HMS Providence (1791)
The Admiralty purchased Providence on the stocks from Perry & Co, Blackwall Yard in February 1791. She was launched on 23 April 1791 and commissioned under Bligh that month. She was coppered at Woolwich for the sum of £1,267, and then again at Deptford for £3,981.
Rated as a sixth rate, she sailed for the Pacific on 2 August 1791 on Bligh's Second Breadfruit Voyage. Bligh completed a mission to collect breadfruit trees and other botanical specimens from the Pacific, which he transported to the West Indies. Specimens were given to the Royal Botanic Gardens in St. Vincent. Providence returned to Britain in August 1793, having been re-rated as a sloop on 30 September 1793.
She underwent another refit at Woolwich and was recommissioned in October 1793 under the command of Commander William Robert Broughton. Broughton was ordered to rejoin the Vancouver Expedition and departed Britain on 15 February 1795. Reaching Monterrey long after the expedition made its final departure, Broughton decided (correctly) that Vancouver would not have left his surveying task unfinished and departed to chart the coast of east Asia.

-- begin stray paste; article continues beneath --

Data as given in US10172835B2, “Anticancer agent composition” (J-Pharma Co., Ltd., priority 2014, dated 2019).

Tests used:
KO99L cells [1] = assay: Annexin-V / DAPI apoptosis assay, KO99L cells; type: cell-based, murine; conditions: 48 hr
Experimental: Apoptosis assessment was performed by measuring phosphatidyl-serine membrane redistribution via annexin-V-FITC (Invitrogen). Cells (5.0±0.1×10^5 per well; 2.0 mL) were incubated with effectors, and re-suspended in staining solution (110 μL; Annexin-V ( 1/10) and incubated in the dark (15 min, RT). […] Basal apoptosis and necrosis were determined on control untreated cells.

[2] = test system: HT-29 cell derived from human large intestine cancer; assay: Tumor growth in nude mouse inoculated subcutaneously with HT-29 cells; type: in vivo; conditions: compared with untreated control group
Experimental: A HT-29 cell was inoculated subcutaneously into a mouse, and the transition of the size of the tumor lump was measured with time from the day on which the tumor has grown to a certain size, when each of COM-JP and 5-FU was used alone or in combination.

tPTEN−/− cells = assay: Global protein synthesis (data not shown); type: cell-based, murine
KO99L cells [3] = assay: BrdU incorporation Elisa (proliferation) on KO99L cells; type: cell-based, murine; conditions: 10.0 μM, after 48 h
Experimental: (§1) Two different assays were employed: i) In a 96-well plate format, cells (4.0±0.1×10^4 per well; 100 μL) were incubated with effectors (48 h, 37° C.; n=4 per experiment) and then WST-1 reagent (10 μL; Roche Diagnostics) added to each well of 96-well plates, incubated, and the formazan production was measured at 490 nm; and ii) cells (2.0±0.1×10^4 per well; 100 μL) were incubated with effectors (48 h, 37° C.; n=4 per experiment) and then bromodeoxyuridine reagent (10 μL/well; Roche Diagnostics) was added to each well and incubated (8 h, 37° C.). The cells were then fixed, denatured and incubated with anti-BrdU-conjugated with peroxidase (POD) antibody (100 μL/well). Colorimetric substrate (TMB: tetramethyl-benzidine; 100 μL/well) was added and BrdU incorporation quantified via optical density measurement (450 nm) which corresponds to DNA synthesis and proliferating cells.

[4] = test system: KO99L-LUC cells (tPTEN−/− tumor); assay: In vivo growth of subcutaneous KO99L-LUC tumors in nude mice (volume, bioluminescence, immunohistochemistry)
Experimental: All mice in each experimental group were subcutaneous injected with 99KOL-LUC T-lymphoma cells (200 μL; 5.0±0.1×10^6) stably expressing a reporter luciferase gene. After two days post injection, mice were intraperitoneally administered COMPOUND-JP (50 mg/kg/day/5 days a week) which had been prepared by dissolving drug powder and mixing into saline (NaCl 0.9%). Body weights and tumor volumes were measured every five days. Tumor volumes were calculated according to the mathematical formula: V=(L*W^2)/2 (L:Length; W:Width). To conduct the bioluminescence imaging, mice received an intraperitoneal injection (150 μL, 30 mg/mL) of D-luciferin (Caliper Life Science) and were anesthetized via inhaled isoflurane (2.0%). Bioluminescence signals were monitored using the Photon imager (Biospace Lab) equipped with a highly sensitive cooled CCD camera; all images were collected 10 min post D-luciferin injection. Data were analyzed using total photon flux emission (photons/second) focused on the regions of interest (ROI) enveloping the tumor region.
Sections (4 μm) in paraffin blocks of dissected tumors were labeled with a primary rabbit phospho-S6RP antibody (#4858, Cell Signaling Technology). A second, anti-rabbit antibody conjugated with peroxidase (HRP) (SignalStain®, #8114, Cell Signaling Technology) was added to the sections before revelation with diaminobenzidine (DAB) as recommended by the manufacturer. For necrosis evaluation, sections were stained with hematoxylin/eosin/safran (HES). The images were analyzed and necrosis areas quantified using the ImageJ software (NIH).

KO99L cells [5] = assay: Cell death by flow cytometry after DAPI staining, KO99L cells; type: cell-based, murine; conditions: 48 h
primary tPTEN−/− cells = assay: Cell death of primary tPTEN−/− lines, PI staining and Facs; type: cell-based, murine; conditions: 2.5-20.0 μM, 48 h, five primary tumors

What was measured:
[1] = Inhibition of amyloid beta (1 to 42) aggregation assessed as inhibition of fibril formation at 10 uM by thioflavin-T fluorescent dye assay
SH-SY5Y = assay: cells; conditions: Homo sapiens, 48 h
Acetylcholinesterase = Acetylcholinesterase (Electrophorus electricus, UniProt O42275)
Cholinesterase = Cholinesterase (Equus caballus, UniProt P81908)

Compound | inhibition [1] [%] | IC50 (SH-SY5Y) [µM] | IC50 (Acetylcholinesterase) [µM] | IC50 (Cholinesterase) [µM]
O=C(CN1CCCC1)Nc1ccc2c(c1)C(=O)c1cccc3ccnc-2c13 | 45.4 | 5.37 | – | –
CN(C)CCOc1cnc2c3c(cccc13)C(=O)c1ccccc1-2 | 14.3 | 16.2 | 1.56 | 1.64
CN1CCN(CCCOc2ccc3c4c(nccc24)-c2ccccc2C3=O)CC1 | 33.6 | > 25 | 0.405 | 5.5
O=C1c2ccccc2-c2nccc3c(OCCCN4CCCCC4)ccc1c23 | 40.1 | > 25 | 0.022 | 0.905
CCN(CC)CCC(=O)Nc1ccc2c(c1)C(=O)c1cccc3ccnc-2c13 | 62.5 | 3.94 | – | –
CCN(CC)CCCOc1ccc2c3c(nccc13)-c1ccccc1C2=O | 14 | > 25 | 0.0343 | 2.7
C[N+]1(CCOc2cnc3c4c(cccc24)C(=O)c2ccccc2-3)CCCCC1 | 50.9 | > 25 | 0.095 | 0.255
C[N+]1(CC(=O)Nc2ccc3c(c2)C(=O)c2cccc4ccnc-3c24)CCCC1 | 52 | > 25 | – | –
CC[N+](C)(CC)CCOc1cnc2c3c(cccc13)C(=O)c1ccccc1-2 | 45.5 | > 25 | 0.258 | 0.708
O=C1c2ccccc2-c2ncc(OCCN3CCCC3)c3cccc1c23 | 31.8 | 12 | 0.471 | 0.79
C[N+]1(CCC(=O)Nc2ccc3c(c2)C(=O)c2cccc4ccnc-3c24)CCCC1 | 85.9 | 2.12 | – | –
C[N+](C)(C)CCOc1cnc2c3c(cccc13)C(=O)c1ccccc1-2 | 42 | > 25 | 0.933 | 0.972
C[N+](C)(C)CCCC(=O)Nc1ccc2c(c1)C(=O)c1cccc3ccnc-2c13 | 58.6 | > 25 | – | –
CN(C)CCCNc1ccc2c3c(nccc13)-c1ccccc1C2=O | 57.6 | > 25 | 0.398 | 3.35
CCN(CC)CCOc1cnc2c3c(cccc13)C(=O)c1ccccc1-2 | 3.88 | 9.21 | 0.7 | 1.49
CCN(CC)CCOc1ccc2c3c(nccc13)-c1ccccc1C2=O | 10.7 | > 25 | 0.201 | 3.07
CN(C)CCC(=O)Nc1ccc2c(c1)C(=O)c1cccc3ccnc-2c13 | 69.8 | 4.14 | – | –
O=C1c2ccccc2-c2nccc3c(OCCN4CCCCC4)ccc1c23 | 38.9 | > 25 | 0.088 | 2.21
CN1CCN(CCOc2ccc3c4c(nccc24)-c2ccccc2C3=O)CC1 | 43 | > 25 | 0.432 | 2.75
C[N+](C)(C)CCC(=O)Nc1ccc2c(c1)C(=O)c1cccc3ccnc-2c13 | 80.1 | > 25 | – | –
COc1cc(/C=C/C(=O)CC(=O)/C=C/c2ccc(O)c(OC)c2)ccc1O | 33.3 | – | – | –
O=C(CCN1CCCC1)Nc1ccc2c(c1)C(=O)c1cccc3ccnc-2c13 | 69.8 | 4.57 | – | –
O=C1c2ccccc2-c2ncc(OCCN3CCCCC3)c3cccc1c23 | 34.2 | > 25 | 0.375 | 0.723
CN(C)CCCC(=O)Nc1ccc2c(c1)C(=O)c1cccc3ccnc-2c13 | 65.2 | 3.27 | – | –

In the course of his explorations, he named Caroline Island Carolina (which later became "Caroline") "in compliment to the daughter of Sir Philip Stephens of the Admiralty." This name superseded that given by Pedro Fernández de Quirós, a Portuguese explorer sailing on behalf of Spain; his account names the island "San Bernardo."
Providence voyaged to Asia as the crew surveyed the coast of Hokkaidō Muroran before wintering at Macau, August 1796. There Broughton purchased a small schooner which proved providential when, on 16 May 1797 Providence was wrecked when she struck a coral reef at Miyako-jima, south of Okinawa. The wreck is described by the Ship's Astronomer John Crosley in a passage copied from the ship's log book. Broughton and his crew continued the mission in the schooner, exploring northeast Asia, and returned home in February 1799.